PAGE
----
iQiyi, the NASDAQ-listed Chinese streaming firm, confirmed its recent swing from loss to profitability with a July-September quarter that saw revenue and profits growth even as subscription numbers dipped fractionally.
Net income attributable to iQIYI was RMB476 million ($65.2 million), compared to a net loss of RMB396 million in the same period in 2022, the company said in a filing on Tuesday.
Using the company’s preferred non-GAAP statement of its accounts, net income was RMB622 million ($85.3 million), compared to non-GAAP net profits of RMB187 million in the same period last year.
Total revenues in the period were RMB8.0 billion ($1.1 billion), a 7% year over year increase. Within that figure, subscription revenue was RMB5.0 billion ($687 million), up 19% year over year. Advertising revenues were also up by 34% to RMB1.7 billion ($230 million). Those two positives were offset by a decline in content licensing revenue.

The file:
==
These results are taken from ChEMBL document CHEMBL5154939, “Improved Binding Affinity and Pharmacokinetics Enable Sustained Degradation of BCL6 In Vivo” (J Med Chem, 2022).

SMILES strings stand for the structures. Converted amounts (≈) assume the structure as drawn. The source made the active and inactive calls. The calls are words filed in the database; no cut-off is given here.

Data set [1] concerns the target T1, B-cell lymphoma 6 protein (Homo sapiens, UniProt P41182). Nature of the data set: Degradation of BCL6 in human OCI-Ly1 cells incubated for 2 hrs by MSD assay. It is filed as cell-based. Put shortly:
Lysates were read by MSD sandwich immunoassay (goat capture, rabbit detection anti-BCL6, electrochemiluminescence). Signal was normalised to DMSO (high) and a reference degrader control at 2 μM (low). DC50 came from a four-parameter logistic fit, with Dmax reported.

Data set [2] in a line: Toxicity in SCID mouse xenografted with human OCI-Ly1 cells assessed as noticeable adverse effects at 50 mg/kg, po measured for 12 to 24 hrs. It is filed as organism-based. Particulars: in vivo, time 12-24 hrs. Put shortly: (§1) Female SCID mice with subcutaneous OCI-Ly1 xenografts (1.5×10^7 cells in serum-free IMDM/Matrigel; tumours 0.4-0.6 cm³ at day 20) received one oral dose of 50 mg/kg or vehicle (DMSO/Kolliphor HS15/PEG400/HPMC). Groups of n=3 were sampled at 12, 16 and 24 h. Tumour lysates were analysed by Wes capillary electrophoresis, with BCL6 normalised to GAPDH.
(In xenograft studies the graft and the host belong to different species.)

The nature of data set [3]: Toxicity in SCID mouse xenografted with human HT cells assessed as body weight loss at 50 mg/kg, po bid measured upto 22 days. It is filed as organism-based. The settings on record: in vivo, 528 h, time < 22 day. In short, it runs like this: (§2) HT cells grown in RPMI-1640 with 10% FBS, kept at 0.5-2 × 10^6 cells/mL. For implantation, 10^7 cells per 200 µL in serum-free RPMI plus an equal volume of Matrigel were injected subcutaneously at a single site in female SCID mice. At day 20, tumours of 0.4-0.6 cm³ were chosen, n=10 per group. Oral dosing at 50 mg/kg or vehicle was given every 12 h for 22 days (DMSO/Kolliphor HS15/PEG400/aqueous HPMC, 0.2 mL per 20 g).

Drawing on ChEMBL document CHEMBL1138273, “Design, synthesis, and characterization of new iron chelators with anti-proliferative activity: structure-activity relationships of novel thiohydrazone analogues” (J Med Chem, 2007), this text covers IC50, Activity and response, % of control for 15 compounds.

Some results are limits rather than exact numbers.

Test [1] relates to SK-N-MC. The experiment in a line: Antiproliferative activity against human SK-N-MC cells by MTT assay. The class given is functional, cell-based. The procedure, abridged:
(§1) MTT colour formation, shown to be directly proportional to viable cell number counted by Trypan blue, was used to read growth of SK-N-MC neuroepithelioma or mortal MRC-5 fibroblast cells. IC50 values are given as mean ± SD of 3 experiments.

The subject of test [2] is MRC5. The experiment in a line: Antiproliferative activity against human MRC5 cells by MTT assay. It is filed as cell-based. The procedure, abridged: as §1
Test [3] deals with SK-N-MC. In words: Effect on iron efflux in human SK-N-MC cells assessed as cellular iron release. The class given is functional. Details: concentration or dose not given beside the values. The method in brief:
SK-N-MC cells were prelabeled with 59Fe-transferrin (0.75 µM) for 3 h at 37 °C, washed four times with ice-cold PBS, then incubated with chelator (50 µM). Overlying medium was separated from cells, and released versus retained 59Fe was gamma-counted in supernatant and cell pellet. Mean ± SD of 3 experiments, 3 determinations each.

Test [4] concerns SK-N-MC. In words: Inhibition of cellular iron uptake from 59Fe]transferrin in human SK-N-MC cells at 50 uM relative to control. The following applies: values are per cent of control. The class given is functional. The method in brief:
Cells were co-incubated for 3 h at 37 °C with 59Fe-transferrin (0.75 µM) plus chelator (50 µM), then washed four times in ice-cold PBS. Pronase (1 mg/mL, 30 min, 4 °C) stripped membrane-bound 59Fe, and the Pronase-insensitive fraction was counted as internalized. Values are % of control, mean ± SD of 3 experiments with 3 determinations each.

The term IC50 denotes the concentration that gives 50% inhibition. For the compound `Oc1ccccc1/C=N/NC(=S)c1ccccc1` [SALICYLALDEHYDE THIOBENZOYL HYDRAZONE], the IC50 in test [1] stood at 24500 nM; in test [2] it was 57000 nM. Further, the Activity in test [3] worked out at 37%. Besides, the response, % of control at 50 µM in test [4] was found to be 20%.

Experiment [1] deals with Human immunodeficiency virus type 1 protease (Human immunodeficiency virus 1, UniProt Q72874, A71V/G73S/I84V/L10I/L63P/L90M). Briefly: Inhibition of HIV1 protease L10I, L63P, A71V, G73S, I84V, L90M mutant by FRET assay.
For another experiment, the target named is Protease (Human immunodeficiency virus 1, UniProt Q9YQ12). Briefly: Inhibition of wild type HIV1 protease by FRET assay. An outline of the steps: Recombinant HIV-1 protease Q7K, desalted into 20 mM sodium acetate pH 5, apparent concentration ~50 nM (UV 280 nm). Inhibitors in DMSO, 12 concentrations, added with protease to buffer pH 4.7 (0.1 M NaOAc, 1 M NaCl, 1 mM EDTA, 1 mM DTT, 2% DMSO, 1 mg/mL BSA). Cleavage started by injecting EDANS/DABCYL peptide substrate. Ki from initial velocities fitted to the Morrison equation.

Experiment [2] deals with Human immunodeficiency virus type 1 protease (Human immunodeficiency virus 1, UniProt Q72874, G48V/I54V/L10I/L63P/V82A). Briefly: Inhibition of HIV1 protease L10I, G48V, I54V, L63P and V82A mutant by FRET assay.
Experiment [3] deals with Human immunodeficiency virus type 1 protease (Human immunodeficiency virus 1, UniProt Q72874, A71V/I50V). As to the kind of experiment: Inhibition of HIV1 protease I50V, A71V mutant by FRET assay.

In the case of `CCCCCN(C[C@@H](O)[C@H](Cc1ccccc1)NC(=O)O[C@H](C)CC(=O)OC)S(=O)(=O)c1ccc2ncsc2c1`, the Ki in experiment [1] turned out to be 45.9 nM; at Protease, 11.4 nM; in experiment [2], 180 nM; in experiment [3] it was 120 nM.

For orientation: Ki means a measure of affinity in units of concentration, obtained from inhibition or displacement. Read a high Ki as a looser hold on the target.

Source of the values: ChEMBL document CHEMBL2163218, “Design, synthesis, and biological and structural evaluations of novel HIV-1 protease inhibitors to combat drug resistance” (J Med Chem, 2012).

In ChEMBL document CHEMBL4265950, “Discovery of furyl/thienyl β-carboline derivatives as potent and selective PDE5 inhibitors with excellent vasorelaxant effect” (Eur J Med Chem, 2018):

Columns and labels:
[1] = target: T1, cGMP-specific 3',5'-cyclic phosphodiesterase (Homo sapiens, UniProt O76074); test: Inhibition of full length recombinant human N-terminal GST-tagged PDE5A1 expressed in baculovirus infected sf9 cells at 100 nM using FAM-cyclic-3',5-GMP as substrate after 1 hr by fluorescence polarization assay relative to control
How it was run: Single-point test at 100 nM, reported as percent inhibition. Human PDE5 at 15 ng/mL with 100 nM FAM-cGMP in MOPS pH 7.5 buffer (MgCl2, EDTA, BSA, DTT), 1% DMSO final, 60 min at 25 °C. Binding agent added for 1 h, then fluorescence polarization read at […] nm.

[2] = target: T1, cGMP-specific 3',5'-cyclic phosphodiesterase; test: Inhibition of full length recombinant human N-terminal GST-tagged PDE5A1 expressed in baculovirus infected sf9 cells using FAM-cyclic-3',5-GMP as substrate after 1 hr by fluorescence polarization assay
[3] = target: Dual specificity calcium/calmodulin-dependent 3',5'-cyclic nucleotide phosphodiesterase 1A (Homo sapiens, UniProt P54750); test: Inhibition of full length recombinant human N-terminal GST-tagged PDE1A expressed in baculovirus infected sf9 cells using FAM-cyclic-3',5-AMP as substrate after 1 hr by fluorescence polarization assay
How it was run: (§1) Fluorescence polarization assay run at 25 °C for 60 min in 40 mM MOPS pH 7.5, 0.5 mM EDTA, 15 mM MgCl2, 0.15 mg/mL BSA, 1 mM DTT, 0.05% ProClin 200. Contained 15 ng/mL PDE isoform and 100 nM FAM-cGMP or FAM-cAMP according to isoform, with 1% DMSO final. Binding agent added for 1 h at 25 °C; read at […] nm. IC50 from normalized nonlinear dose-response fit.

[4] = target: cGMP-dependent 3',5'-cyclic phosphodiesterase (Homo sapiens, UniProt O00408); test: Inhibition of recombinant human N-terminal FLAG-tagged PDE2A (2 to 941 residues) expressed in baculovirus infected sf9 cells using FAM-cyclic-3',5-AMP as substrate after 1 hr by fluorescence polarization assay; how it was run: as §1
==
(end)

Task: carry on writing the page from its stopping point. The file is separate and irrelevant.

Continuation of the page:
The average daily number of subscribing members excluding individuals with trial memberships for the quarter was 106.9 million, compared to 100.2 million for the same period in 2022 and 110.7 million for the second quarter in 2023.
That figure compares with 117 million reported last week by Tencent Video, iQiyi’s most comparable competitor.
IQiyi has an international business, operated from Singapore and at its strongest in Southeast Asia, but the company does not separate out the subscription numbers for or revenues from the non-mainland Chinese businesses.
Significantly, iQiyi reported year-on-year and quarter-on-quarter gains in its average revenue per user (ARPU). “The monthly average revenue per membership for the third quarter was RMB15.54, compared to RMB13.90 for the same period in 2022 and RMB14.82 for the second quarter in 2023, increasing 12% year-over-year,” the company said.
“We recorded strong results in both revenues and profits. Average revenue per member increased by 12% year over year, driven by our compelling content offering and growing perceived value of our membership privilege,” said founder, director, and CEO Gong Yu. “Our business proves to be defensible against the fluctuations of economic cycles.”